Vaginal Birth After C-section
- vaginal birth after cesarean section
Vaginal birth after Cesarean Birth, or VBAC, is vaginal delivery of a baby after the mother has previously had a child by Cesarean birth.
What is the information for this topic?
Many women choose to try a vaginal delivery even if they have had a Cesarean birth before. The American College of Obstetricians and Gynecologists, or ACOG, has given these guidelines for successful VBAC:
one or two Cesarean births in the past with a low-transverse incision, which is made across the lower part of the uterus
a pelvis large enough to allow the baby to pass through
no vertical uterine scars or history of past uterine rupture
a maternity caregiver who can monitor active labor and perform an emergency Cesarean birth if needed
anesthesia and staff as needed for an emergency Cesarean birth
There are several reasons to consider a vaginal birth after a previous Cesarean birth.
A Cesarean birth is major surgery. It may cause bleeding, infection, a tear in the uterine wall, or a reaction to anesthesia.
General anesthesia may be needed for a Cesarean birth. The mother may not be able to take part in the birth of her child.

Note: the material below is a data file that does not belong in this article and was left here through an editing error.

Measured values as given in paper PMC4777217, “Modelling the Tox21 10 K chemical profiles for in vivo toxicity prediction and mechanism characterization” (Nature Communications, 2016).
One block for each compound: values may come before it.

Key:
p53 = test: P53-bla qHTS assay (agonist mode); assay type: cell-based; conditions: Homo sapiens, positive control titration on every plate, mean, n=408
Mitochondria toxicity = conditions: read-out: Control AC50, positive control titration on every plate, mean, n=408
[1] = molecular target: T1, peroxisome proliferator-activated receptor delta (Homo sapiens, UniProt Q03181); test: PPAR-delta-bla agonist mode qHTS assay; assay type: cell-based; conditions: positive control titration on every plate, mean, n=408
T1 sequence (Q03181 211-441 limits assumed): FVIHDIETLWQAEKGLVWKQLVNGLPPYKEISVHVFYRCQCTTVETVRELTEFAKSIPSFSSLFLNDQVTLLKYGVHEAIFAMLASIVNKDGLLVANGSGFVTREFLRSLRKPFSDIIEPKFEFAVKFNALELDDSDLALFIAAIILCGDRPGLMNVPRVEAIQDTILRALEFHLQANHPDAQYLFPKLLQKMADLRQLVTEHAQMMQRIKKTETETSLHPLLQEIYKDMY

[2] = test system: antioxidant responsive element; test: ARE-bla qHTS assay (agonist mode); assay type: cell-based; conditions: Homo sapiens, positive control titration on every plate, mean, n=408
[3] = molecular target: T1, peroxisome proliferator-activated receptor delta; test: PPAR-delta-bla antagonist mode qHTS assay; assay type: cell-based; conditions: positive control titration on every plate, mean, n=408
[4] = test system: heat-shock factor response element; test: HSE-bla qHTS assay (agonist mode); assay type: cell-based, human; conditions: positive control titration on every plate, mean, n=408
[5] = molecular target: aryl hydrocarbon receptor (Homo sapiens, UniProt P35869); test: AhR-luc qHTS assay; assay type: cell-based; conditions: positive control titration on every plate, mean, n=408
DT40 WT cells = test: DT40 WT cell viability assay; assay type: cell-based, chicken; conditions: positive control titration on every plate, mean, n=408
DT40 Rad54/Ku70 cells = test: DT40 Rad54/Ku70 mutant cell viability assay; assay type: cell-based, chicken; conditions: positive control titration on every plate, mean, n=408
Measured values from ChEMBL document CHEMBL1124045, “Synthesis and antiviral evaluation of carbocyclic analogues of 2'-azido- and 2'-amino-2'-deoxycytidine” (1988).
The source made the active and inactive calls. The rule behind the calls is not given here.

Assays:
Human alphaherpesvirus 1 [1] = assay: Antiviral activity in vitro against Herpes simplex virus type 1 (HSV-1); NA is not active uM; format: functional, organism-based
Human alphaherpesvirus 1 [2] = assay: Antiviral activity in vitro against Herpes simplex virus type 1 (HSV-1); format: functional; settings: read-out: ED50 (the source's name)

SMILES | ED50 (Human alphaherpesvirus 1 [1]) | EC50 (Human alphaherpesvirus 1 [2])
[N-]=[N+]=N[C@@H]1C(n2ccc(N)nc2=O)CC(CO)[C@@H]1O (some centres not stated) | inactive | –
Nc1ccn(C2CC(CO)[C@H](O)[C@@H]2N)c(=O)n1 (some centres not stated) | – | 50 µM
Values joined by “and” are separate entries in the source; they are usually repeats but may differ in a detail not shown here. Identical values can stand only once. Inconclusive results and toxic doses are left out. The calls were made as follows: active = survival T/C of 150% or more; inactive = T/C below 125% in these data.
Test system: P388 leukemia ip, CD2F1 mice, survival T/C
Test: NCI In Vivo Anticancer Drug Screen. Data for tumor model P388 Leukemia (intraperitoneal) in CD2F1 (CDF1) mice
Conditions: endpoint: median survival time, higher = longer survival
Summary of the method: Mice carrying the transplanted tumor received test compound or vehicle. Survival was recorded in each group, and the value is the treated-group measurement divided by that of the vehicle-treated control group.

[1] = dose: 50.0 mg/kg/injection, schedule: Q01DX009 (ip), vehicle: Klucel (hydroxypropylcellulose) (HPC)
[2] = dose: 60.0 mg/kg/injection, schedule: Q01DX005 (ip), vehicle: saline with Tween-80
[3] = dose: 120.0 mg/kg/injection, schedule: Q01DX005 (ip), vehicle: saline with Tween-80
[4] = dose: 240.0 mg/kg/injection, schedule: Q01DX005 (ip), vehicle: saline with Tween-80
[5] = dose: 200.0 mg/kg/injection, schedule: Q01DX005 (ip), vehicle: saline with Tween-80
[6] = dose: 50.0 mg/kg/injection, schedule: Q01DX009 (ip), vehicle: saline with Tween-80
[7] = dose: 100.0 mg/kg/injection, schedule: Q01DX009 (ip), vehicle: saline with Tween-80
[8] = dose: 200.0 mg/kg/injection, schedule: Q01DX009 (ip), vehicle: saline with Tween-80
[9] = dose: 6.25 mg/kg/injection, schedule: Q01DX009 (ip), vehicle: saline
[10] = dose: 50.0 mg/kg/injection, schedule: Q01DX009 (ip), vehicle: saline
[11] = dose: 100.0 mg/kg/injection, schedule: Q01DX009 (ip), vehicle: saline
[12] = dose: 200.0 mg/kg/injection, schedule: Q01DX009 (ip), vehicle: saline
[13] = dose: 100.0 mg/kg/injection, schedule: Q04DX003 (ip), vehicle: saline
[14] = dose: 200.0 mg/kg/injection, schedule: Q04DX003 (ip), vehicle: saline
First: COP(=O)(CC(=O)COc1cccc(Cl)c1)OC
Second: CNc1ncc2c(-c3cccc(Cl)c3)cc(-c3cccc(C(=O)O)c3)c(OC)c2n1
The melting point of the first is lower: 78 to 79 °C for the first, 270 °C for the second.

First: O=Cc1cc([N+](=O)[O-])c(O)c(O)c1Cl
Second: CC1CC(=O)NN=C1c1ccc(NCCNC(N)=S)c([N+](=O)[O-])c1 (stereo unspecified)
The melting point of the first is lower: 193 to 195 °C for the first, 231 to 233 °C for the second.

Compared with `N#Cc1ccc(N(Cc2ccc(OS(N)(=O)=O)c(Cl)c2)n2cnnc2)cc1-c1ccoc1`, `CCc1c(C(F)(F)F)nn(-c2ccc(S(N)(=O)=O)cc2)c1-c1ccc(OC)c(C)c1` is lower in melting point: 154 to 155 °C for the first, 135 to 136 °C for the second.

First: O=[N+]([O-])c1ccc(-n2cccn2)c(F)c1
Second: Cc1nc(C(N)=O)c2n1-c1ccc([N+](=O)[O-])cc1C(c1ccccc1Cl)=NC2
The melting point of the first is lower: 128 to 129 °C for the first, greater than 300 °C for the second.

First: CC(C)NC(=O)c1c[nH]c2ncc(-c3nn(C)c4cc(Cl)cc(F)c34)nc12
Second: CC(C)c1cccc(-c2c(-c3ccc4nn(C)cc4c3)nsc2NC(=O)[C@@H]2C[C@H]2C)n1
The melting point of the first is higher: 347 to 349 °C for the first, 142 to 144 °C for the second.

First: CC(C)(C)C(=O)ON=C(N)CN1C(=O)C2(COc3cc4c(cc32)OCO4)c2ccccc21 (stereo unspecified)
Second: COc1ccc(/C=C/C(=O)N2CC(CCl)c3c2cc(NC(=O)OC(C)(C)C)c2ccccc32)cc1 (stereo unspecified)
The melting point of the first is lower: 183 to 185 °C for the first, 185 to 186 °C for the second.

- The healing of a large abdominal incision can take weeks.
However, other risk factors with vaginal delivery may make a Cesarean birth preferable.
Some women fear labor pain during a vaginal delivery. There are many ways to ease the pain, but most pain medicines carry a small risk of side effects.
A woman with a small pelvis and a large baby could have problems with a vaginal delivery.
Twins or triplets may be in unusual positions in the uterus.
The baby may have a breech presentation, which means the feet or buttocks come out first.
- The mother may have health problems, such as diabetes, preeclampsia, high blood pressure, or severe heart disease.
A new study has shown that the risk of rupturing the uterus during vaginal birth is more than three times higher among women who have had a Cesarean birth than those who have not. If labor is induced with medicines, the rate can increase 4.9 to 15 times higher.
However, the overall risk of uterine rupture is still very low. In the study, only roughly 90 women out of more than 20,000 VBAC mothers had a uterine rupture. This is well below 1%.
A woman should discuss her VBAC risk factors with her healthcare provider during prenatal visits.